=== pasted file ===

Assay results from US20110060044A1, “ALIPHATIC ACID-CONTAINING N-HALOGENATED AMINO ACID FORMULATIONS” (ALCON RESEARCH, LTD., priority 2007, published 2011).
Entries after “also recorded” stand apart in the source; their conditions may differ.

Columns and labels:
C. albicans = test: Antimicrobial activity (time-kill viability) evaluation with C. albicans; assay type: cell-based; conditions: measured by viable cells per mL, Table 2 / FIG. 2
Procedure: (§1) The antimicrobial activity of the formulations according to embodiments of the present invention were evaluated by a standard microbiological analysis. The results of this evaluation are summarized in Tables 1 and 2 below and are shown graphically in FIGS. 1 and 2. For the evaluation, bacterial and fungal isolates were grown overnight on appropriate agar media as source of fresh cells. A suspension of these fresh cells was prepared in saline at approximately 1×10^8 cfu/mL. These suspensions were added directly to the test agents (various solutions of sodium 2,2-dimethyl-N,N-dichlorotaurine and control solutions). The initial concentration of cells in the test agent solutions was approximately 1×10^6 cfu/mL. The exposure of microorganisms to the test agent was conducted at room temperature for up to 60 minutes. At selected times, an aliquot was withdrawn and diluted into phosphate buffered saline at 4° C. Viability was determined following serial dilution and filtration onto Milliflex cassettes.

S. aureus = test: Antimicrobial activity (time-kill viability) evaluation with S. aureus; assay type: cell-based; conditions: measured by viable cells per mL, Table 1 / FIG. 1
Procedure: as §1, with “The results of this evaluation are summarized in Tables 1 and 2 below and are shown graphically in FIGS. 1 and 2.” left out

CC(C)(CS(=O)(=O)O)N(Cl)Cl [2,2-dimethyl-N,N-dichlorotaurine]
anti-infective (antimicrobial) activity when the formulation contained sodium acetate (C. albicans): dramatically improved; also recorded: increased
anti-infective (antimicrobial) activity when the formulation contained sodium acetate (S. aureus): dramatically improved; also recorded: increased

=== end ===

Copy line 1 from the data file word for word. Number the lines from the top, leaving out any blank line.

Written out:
Assay results from US20110060044A1, “ALIPHATIC ACID-CONTAINING N-HALOGENATED AMINO ACID FORMULATIONS” (ALCON RESEARCH, LTD., priority 2007, published 2011).